ALSO:

Interest Rates: RBNZ Hikes OCR To 3.5%, ‘Period Of Assessment’ Now Needed

Reserve Bank governor Graeme Wheeler raised the official cash rate as expected, while signalling a pause in rate hikes to assess the impact of moves so far this year. The kiwi dollar sank after Wheeler said its strength was “unjustified” and that the currency could have “a significant fall.” More>>

ALSO:

Fonterra: Canpac Site 'Resize' To Focus More On Paediatrics

Fonterra is looking at realigning its packing operations at Canpac, in the Waikato, to focus more on paediatric nutritionals... The proposed changes could mean around 110 roles may not be required at the site which currently employs 330. More>>

ALSO:

Scoop Business: Postie Plus Brand Gets 2nd Chance With Well-Funded Pepkor

The Postie Plus brand is getting a new lease of life after South Africa’s Pepkor bought the failed retailer’s assets out of administration and said it will use its purchasing power to reduce costs of stock and fatten margins. More>>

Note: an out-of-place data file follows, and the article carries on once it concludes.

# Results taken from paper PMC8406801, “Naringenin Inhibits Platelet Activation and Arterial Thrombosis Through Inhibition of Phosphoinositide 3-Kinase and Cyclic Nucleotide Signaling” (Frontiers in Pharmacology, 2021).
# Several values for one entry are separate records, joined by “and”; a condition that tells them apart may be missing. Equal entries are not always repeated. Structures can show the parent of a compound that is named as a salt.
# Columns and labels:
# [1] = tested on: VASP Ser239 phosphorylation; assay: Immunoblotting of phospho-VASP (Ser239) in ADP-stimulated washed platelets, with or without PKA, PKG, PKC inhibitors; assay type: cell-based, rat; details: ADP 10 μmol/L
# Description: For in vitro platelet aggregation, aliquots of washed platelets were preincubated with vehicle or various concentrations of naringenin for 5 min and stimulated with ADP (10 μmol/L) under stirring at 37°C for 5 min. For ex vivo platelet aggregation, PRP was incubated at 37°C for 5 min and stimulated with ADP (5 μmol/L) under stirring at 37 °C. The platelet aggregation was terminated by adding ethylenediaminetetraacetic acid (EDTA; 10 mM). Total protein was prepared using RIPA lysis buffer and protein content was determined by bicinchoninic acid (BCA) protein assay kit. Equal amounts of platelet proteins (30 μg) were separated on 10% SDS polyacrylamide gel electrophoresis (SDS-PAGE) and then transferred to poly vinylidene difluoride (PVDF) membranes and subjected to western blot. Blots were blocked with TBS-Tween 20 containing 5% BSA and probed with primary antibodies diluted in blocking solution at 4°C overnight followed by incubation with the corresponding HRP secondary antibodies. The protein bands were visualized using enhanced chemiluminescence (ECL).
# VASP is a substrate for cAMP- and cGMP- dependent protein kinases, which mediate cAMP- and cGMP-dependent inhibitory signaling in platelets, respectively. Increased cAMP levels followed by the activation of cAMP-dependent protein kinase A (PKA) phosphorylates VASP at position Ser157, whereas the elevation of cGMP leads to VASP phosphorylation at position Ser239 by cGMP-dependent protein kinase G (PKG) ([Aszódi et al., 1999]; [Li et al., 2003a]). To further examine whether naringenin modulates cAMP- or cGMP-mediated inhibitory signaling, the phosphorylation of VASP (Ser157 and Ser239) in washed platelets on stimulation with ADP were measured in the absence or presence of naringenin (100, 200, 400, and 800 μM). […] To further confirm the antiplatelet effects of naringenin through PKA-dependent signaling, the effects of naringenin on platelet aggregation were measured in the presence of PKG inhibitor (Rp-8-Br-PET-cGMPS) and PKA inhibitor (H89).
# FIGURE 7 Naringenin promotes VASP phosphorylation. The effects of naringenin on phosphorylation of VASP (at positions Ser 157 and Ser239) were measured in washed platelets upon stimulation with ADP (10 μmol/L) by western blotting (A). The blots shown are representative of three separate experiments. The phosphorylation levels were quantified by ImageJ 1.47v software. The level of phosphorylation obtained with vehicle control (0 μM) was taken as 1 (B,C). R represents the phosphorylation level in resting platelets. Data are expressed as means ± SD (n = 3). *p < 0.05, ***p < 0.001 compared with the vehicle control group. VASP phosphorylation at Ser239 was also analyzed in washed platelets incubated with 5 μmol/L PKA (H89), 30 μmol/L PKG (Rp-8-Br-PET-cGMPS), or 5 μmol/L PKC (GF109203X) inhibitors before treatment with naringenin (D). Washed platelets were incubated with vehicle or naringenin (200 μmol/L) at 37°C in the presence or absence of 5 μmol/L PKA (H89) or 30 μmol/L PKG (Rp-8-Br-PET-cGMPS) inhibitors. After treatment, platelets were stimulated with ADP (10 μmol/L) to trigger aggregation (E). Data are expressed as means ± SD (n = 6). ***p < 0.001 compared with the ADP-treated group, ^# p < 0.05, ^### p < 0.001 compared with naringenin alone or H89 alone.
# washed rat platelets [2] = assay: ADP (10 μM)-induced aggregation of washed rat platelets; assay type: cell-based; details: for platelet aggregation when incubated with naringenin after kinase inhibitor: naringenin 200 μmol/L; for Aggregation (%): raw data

ALSO:

Warming: Warming Signs From State Of Climate Report

Climate data from air, land, sea and ice in 2013 'reflect trends of a warming planet' -- says the latest State of the Climate report, launched by U.S. and New Zealand scientists. More>>

ALSO:

Scoop Business: Embrace Falling Home Affordability, Says NZIER

Despair over the inability to afford a house is misplaced and should be embraced as an opportunity to invest in more wealth-creating activity, says the principal economist at the New Zealand Institute of Economic Research, Shamubeel Eaqub. More>>

Productivity Commission: NZ Regulation Not Keeping Pace

New Zealand regulators often have to work with out-of-date legislation, quality checks are under strain, and regulatory workers need better training and development. More>>

ALSO:

Get More From Scoop

 
 
Computer Power Plus

Standards New Zealand

Standards New Zealand
 
 
 
 
 
 
 
 
Sci-Tech
Search Scoop  
 
 
Powered by Vodafone
NZ independent news